After two albums that were packed with energy and spirit but sadly lacked memorable tunes, ska-punk quartet the Interrupters' third album, Fight the Good Fight, balances the ledger just enough to make it their best outing yet. As in the past, the Bivona brothers whip up a spunky, spiky sound and vocalist Aimee knocks the stuffing out of the songs with her rough and gruff vocals. Tim Armstrong is once again in the producer's chair and lending a hand with the songwriting. It's a familiar sound and approach, only this time it's a little sharper and tougher. The guitars have a little more bite, the beat is tighter, and the overall feel of the music is bigger and practically compels the listener to start doing crazy dance steps. Of course, a great-sounding record that doesn't have the songs to match makes for one that's easy to dismiss. While there are still a few bum notes here -- especially the songs that are too generically empowering ("Broken World") or try just a bit too hard ("Got Each Other," which features the guys from Rancid each taking a vocal verse) -- the melodies mostly stick and land their punches, and the sentiments are easy to rally around. The opening "Title Holder" kicks like a warrior and showcases Aimee's most inspiring vocal performance, "She's Kerosene" has a huge hook that they aren't shy about driving straight into the brain of the listener, "Rumors and Gossip" is a nice match of propulsion and melody, and much of the rest of the album shows great improvement in the songwriting department. It sounds less like they are raiding Rancid's cupboard for scraps and more like they are (slowly) becoming their own band. Not every band hits the ground running, and though it sounded at first like they might not finish the race, with Fight the Good Fight it seems like the Interrupters are finally starting to find their stride.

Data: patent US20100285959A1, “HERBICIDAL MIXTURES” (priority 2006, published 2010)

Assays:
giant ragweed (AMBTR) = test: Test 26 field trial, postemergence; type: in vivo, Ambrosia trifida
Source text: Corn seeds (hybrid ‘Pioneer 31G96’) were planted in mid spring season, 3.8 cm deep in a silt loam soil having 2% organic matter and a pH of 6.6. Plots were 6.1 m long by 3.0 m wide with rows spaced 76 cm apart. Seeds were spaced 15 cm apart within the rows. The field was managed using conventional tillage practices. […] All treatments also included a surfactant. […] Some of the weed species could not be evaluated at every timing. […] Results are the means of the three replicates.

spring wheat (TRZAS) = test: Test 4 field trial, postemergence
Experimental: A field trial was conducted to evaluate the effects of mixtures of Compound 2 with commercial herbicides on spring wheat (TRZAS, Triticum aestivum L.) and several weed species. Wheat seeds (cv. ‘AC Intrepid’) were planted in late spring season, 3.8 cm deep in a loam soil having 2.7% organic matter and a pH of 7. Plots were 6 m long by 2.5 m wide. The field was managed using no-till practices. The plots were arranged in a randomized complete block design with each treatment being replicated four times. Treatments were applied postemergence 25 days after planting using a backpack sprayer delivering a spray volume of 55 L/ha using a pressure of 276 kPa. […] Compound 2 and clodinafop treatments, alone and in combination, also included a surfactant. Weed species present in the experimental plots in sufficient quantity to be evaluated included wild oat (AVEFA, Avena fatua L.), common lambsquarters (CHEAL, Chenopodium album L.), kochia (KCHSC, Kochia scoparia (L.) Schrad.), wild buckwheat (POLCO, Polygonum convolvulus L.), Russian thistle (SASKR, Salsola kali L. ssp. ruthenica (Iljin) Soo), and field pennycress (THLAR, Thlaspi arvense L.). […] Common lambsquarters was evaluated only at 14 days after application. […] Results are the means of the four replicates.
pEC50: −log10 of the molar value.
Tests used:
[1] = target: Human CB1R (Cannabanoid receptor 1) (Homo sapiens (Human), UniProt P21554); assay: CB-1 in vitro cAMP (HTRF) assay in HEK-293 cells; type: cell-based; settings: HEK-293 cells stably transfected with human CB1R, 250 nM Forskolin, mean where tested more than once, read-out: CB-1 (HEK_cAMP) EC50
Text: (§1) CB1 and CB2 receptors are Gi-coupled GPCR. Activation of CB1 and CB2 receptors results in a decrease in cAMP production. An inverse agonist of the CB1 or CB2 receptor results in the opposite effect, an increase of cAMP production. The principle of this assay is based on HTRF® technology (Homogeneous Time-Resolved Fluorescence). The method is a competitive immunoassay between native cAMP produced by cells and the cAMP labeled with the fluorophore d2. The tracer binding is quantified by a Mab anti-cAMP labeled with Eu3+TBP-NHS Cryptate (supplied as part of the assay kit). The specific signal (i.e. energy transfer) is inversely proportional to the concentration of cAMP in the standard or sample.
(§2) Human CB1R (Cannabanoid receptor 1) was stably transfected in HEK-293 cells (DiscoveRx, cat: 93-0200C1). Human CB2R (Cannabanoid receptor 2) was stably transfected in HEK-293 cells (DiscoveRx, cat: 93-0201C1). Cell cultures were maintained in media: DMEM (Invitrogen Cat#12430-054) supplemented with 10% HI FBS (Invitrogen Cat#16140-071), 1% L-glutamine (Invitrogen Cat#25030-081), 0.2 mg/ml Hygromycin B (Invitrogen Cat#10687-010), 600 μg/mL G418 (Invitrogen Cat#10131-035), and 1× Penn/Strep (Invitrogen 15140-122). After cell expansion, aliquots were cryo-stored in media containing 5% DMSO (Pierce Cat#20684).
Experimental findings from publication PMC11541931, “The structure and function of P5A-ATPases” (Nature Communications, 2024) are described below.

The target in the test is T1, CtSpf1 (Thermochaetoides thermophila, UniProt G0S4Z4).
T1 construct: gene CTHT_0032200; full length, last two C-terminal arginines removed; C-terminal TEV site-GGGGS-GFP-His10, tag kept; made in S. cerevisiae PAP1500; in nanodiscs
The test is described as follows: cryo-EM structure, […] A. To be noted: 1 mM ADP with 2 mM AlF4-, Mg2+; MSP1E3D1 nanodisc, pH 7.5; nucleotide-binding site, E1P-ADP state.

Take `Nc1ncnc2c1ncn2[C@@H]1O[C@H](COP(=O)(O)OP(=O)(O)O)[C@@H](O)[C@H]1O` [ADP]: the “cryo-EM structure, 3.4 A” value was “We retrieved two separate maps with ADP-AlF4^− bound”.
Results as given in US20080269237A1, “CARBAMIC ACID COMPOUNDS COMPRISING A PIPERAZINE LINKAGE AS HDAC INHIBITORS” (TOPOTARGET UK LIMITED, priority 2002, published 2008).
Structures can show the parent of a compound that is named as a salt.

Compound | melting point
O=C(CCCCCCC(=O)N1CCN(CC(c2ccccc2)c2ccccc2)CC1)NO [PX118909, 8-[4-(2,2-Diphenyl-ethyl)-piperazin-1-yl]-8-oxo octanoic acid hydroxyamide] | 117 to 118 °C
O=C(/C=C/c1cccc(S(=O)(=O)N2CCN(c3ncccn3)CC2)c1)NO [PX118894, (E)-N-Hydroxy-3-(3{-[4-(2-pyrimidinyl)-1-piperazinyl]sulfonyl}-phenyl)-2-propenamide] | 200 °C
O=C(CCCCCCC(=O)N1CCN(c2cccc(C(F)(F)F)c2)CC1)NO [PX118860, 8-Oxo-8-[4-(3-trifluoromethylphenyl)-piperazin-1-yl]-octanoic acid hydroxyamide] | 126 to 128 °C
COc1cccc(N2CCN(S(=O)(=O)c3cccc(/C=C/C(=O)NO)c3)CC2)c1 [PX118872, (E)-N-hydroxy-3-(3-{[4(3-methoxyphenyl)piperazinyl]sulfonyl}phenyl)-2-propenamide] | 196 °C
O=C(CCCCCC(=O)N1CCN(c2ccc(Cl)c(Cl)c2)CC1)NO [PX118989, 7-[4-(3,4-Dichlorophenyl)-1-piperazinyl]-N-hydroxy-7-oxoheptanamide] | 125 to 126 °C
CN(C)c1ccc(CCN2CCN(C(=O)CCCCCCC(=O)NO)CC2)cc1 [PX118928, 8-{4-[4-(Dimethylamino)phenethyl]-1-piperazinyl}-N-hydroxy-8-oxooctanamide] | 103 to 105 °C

AllMusic Review by Tim Sendra